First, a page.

This AI-powered camera could protect wildlife and deter poachers

AI-enabled camera trap in Lopé National Park Gabon
Tim van Deursen from Hack The Planet installing an AI-enabled camera trap in Lopé National Park Gabon (Image credit: Floris Tils)

An AI-powered wildlife camera capable of detecting animal-human conflicts in real-time has been developed by the University of Stirling, Scotland, and Dutch tech start-up, Hack the Planet. It’s the first time that AI has been used to help monitor the relationship between two different species and it’s hoped that it could help detect illegal activity. 

Trail cameras (opens in new tab) are regularly used in conservation to monitor wildlife. They help wildlife experts understand animal behaviors, relationships and routines, and sometimes they capture extremely exciting footage. Just recently a trail camera placed on Mount Kilkerran, on Fergusson Island off the coast of Papua New Guinea, recorded a rare bird that hadn’t been sighted since 1882. 

• These are the best cellular trail cameras (opens in new tab) – camera traps that send images directly to your phones

One of the downsides to regular trail cameras is that they often rely on WiFi, radio or cellular coverage that isn’t available in remote areas. This AI-powered camera won’t rely on such tech, and instead will be able to send instant updates when activity occurs. 

The study is called 'Real-time alerts from AI-enabled camera traps using the Iridium satellite network: a case study in Gabon, Central Africa' (opens in new tab), published in Methods in Ecology and Evolution. Initial research shows that these cameras could be used to detect and identify poachers. 

So far the camera has undergone rigorous testing under rainforest conditions in Gabon; over the course of 72 days, more than 800 photos were taken by 5 camera systems – 217 of those photos were of elephants, and the AI model recorded an 82% accuracy in recognizing them.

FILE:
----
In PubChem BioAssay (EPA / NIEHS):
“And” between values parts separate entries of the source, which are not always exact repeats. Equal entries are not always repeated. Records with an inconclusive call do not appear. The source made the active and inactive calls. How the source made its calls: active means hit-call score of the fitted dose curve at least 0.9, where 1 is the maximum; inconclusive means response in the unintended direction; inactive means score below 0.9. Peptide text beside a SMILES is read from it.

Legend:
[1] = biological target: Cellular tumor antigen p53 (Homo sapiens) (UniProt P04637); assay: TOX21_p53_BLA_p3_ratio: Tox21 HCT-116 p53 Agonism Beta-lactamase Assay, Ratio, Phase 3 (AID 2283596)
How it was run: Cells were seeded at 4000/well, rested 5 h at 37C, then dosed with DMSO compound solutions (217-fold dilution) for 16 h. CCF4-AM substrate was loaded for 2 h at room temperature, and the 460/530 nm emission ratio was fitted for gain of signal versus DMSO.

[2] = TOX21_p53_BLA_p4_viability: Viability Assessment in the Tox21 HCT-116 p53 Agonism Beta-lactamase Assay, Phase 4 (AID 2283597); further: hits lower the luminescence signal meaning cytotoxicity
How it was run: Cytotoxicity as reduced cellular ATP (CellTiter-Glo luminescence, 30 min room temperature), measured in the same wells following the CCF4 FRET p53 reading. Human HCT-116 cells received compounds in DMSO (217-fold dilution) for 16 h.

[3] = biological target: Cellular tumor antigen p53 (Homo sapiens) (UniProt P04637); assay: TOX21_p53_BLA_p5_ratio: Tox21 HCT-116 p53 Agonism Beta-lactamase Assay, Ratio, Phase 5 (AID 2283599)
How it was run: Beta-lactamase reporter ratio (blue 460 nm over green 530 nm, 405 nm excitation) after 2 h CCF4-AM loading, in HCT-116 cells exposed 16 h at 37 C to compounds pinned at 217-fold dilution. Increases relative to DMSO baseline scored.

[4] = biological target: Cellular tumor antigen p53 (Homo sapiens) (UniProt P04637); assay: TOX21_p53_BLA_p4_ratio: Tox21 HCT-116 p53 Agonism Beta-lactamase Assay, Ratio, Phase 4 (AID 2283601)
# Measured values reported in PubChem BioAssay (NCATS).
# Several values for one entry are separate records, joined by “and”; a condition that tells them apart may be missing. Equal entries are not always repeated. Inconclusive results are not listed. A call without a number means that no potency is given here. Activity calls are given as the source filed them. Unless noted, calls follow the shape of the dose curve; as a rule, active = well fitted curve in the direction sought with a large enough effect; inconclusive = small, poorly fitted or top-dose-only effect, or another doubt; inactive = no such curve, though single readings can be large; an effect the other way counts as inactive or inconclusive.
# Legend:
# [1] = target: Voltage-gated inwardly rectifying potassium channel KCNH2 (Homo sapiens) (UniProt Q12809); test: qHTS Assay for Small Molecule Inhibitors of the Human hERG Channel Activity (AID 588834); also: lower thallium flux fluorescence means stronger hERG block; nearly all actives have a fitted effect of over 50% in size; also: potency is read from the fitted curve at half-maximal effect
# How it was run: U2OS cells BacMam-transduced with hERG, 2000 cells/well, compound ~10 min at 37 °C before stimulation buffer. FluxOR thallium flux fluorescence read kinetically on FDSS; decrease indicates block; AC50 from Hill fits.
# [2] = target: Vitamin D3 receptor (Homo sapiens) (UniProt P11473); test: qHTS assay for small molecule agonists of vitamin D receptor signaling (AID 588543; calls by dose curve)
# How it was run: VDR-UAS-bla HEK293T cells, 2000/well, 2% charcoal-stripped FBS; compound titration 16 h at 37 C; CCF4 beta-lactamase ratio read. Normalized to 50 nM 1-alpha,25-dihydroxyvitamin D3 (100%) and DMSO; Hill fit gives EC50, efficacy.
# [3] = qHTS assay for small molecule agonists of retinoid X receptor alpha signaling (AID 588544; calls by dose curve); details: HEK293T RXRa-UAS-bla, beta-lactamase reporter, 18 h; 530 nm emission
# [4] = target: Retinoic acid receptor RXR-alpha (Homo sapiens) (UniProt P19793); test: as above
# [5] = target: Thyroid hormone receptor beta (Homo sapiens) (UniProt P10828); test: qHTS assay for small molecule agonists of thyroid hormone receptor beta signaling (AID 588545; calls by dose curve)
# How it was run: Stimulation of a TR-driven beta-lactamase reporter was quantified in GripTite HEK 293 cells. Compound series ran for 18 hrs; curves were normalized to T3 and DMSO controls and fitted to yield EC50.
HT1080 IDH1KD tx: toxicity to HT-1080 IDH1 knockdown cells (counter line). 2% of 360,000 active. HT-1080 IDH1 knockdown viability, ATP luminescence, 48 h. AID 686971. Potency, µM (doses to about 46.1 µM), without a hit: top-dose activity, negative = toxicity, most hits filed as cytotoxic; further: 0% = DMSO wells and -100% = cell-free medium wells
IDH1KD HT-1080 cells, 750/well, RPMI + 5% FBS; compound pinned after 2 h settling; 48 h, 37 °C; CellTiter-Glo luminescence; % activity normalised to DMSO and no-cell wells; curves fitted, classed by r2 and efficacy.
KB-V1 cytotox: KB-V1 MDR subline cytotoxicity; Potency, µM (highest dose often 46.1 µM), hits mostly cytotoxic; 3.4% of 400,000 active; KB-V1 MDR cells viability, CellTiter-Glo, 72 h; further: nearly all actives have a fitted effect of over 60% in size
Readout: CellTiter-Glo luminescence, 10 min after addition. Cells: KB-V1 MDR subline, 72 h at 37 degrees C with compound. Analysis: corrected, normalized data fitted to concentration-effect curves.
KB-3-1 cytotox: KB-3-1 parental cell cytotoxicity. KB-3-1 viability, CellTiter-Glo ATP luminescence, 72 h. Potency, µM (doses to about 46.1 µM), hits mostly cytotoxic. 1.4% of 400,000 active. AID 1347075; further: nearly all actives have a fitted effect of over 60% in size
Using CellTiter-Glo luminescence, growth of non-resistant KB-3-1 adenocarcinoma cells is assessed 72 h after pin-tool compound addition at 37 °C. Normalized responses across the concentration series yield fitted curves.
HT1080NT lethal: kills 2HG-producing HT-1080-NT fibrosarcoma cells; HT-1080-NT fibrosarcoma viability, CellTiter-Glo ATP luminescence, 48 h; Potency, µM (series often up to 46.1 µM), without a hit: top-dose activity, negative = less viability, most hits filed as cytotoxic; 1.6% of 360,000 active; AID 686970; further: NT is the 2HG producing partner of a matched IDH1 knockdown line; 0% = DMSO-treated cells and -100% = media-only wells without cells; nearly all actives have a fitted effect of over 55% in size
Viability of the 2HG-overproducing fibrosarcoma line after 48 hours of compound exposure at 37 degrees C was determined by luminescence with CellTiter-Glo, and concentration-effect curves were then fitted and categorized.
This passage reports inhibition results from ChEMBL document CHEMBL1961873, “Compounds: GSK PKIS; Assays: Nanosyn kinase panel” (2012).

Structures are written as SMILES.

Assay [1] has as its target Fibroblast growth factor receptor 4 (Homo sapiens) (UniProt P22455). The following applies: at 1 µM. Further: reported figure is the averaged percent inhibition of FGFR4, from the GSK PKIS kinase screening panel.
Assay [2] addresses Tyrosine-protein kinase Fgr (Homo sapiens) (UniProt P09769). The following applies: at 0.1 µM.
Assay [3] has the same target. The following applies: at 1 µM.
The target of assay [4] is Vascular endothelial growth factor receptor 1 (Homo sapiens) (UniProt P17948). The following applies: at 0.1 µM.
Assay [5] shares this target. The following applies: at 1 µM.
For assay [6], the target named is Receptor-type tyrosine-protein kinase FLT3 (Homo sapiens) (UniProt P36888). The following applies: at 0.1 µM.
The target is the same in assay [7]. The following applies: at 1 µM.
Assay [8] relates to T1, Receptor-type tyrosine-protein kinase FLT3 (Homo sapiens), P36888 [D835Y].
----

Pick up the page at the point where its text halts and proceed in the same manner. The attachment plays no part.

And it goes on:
"With this pilot we have demonstrated that our AI-powered camera technology works and can have a positive impact on nature conservation," said Tim van Deursen, founder of Hack the Planet. "Our solution does not depend on the installation of additional network infrastructure in the landscape and can be deployed in the field by non-experts anywhere in the world."

AI technology really exploded in 2022 and, while it has received a lot of criticism, there are incredibly powerful, important uses of this new technology. If it can be used to help monitor ecosystems, protect wildlife and ensure the future of habitats, then it’s a technology that definitely should be developed further. 

The best portable hides and camouflage gear (opens in new tab) will help you stay incognito when out shooting birds and wildlife. 

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Hannah Rooke
Staff Writer

Having studied Journalism and Public Relations at the University of the West of England Hannah developed a love for photography through a module on photojournalism. She specializes in Portrait, Fashion and lifestyle photography but has more recently branched out in the world of stylized product photography. For the last 3 years Hannah has worked at Wex Photo Video as a Senior Sales Assistant using her experience and knowledge of cameras to help people buy the equipment that is right for them. With 5 years experience working with studio lighting, Hannah has run many successful workshops teaching people how to use different lighting setups.